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Contemporary Views of the Women¡¯s Rights Movement In the Early 20th Century Before World War I


Korean Minjok Leadership Academy
International Program
Kang, Injung
Term Paper, AP European History Class, June 2009



Table of Contents


I. Introduction
II. Encyclopedia Britannica 10th Edition (1902)
II.1 Article : Law Relating to Women
II.2 Article : Percy Bysshe Shelly
III. Encyclopedia Britannica 11th Edition (1911)
III.1 Article : Women
III.2 Article : Law Relating to Husband and Wife
III.3 Article : Woman Suffrage
III.4 Article : Mary Wollstonecraft Godwin
IV. Conclusion
Notes
Bbliography



I. Introduction
            In pursuit of investigating and analyzing the contemporary views of the women¡¯s rights movement, the paper is to focus on the perspectives of two encyclopedias on women and compares and contrasts them: Encyclopedia Britannica 10th Edition and Encyclopedia Britannica 11th Edition. First one was printed in 1902, and the latter one in 1911, so exists about a decade between them. Because the women¡¯s rights movement is regularized in the late 19th century, the source of the paper is limited to those before 1914.
            The paper compares and studies the topic by searching for the specific statements that mentions about women and the appearance of articles on new subjects.

II. Encyclopedia Britannica 10th Edition (1902)
            There are a few articles about women or female in Encyclopedia Britannica 10th Edition. I could find only one article mentioning the general perspectives on and contemporary conditions of women: Law Relating to Women. In addition, I searched for an English writer who stressed the liberation of women and found an article that mentions her

II.1 Article: Law Relating to Women
            "The dependent position of women in early law is proved by the evidence of most ancient systems which have in whole or in part descended to us ... until the present day, the legal position of women differs little from that of men as far as regards private rights. Politically and professionally the, sexes are still not upon an equality ... no right of speaking or voting ... she cannot serve on an ordinary jury ... She cannot be registered as a voter or vote at a parliamentary election or be elected a member of parliament ... and the old theory of their intellectual and moral inferiority is virtually exploded."

            The article acknowledges the subordination of women in the contemporary legal system, which maintained not to provide women with unequal rights. However it shows a significant change in perception of women.

            "A woman may fill some of the highest positions in the state. She may be a queen, a regent, or a peeress in her own right ... The only one of the learned professions open to women is the medical "

            Although a woman in this period could enjoy some social privileges, her high social status could generally be acquired regarding her inherent condition of life such as lineage, fortune and marital advantage, not by her own ability, intelligence, willingness for power and effort. Women¡¯s opportunity of social participation and success was extremely limited, as can be seen from the last sentence.

            "Special regulations are made by the Factories and Mines Acts as to the employment of women and girls in factories and mines"

            Special regulations and protection were applied to women and girls. It shows that females in the early 20th century were considered as the weak in the society, who needed special treatment

            "Unmarried women and widows have practically equal rights with men. Since the date of the article HUSBAND AND WIFE the Married Women¡¯s Property Act, 1882, has extended the change in the law attempted to a limited degree by the previous Acts of 1870 and 1874. The most important provisions of the Act (45 and 46 Vict. c. 75) falling under this head are the following. A married woman is capable of acquiring, holding, and disposing by will or otherwise of any real and personal property as her separate property, in the same manner as if she were a feme sole, without the intervention of any trustee."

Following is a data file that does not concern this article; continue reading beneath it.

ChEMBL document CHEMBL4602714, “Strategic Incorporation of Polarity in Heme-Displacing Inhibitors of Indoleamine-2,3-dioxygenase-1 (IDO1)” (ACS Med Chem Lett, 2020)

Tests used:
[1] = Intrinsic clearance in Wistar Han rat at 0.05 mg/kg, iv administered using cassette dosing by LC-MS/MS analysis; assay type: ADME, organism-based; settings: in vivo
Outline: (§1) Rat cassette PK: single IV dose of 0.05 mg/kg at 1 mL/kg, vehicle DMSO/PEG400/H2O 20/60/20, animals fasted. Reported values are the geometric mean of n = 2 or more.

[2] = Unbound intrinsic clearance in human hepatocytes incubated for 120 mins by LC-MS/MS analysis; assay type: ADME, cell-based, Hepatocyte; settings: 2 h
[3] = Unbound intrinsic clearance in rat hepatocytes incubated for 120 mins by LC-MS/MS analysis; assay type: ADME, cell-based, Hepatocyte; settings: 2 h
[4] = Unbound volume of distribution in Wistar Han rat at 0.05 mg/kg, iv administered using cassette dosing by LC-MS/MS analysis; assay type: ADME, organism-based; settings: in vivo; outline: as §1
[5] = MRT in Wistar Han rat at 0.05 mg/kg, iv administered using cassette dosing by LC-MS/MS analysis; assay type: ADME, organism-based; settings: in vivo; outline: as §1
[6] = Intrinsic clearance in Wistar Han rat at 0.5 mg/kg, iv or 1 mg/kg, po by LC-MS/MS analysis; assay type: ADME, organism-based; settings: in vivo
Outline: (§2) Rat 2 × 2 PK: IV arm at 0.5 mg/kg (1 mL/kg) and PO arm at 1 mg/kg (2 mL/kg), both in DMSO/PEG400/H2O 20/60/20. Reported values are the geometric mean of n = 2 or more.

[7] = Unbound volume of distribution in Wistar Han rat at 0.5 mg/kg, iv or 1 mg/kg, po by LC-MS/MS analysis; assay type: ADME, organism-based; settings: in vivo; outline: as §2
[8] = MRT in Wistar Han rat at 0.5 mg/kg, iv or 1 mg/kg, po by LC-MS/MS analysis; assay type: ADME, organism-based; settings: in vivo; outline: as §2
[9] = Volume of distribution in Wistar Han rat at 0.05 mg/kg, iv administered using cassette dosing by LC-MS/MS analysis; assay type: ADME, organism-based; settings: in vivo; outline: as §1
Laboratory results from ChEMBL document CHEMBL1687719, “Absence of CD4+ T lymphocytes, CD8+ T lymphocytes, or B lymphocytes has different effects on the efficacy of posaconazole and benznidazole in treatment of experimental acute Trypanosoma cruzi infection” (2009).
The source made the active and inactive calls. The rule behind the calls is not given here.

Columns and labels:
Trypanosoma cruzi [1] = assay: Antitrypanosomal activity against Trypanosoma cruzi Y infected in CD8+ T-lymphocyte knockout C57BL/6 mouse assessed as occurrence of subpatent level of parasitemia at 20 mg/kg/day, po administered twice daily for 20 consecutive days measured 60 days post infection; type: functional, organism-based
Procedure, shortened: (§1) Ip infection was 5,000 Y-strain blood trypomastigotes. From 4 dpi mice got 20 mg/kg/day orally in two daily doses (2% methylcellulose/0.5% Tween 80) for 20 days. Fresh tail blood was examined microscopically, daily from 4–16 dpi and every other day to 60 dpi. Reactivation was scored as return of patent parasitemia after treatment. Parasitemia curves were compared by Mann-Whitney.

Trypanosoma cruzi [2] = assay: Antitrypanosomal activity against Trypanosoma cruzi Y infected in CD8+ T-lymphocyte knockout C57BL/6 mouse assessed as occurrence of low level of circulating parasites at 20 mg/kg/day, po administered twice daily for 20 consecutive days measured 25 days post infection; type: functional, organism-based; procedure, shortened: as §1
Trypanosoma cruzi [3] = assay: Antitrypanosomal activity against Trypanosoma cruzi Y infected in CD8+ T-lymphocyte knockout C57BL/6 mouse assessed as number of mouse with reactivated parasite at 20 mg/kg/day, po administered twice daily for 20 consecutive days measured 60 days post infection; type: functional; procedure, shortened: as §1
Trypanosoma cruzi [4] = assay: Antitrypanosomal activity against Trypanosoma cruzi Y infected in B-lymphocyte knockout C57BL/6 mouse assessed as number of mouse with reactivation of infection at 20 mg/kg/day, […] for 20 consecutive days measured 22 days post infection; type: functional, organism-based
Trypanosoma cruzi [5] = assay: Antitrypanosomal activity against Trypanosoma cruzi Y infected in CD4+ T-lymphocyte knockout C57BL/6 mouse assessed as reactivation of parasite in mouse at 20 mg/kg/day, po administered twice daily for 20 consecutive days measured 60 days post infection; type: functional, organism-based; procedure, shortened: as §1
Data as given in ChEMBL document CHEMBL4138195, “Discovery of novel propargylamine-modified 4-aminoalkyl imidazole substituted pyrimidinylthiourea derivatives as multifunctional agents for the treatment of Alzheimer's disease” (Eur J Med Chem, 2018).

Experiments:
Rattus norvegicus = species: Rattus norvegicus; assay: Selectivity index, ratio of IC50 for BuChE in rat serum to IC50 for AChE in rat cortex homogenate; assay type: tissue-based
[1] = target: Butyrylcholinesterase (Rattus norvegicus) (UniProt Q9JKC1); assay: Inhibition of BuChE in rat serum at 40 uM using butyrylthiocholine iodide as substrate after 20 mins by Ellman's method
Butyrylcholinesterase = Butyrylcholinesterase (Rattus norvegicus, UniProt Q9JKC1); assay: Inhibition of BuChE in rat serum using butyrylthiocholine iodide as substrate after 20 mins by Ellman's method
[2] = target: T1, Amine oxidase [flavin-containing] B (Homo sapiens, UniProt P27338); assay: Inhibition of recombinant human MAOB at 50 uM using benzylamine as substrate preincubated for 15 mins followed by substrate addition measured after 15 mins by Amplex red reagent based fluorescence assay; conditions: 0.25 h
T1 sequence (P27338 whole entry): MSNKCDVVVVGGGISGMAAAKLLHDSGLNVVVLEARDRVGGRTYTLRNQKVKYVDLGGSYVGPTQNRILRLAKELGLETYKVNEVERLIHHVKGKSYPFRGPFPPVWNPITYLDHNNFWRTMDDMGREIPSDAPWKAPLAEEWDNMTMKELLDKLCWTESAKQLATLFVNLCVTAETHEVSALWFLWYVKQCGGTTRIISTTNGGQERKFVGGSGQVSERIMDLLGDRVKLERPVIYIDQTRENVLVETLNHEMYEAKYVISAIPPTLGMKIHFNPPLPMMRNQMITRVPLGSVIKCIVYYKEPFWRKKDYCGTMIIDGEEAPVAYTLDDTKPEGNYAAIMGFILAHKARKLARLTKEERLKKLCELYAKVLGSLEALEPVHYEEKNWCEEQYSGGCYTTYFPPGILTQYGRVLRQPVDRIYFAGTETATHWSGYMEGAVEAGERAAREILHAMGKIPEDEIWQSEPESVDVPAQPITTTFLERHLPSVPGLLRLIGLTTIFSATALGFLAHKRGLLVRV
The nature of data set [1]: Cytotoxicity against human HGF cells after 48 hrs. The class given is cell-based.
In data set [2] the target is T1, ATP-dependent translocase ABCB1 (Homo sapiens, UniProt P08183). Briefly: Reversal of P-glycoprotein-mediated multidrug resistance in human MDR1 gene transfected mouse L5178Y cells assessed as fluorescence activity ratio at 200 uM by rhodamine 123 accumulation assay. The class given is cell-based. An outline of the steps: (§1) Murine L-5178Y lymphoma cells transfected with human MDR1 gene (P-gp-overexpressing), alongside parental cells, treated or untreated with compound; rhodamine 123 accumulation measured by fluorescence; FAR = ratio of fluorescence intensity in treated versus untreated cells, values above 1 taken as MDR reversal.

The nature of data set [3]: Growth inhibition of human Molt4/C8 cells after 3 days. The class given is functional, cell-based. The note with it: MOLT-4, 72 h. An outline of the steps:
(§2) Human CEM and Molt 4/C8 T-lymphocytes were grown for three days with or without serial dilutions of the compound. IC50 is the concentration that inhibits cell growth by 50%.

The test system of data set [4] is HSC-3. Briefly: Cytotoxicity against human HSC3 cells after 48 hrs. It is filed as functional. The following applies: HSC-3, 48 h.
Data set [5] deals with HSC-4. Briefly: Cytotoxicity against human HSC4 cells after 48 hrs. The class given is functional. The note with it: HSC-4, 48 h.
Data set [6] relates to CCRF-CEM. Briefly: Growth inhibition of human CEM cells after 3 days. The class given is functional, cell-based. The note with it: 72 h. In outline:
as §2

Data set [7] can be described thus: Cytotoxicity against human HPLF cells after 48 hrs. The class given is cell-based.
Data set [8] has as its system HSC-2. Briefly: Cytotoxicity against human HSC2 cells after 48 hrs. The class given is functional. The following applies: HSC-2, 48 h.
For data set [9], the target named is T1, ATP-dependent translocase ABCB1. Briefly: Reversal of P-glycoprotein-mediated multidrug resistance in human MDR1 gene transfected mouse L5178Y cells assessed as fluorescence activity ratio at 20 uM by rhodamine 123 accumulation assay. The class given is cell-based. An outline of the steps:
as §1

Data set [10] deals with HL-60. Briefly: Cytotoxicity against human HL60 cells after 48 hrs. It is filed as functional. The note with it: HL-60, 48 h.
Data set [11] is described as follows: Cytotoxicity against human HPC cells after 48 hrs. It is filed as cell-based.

Notably, the private property of women was acknowledged by law. However the word ¡®practically¡¯ means almost, but not completely or exactly. Rights of property of men and women were still not equal.

II.1 Article: Percy Bysshe Shelly
            Percy Bysshe Shelly is a son-in-law of Mary Wollstonecraft Godwin who is best known for "A Vindication of the Rights of Woman" (1792), in which she argued that women are not naturally inferior to men, but appear to be so just because they lack sufficient education. She suggested that both men and women should be treated as rational beings and imagined a social order based on human reason.

            Although Wollstonecraft¡¯s life has received much more attention from the general public and specifically from feminists later, there is no article about her in the 10th edition of Britannica. Instead, she is shortly mentioned in an article about Percy Shelly.

            "The speculative sage whom Shelley especially reverenced was William Godwin, the author of Political Justice and of the romance Caleb Williams; in 1796 he had married Mary Wollstonecraft, authoress of The Rights of Woman, who died shortly after giving birth, on 30th August 1797, to a daughter Mary."

            In this statement, Mary Wollstonecraft appears to explain the background of Shelly¡¯s wife. She is informed as an authoress of her one of the earliest works of feminist philosophy. However the title of her writing which is actually "A Vindication of Women¡¯s Rights" is wrongly written as "The Rights of Woman." In addition, the word ¡°authoress¡± which is hardly used in these days reflects short distinction between men and women.

III Encyclopedia Britannica 11th Edition (1911)
            Compared to Encyclopedia Britannica 10th Edition, 11th Edition has more articles and fuller explanation about women. It might reflect that women¡¯s rights movement became more active and gathered more attention from the society.

III.1 Article : Women
            "The very word woman ... sums up a long history of dependence and subordination, from which the women of to-day have only gradually emancipated themselves in such parts of the world has come under Western civilization ... The most remarkable disabilities under which women were still placed in 1910 were (I) the exclusion of female heirs from intestate succession to real estate, unless in the absence of a male heir (see Inheritance; Succession); and (2) the fact that a husband could obtain a divorce for the adultery of his wife, while a wife could only obtain it for her husband's adultery if coupled with some other cause, such as cruelty or desertion ... The movement for the abolition of the sex distinction in respect of the right conferred upon certain citizens to share in the election of parliamentary representatives dates for practical purposes from the middle of the 19th century."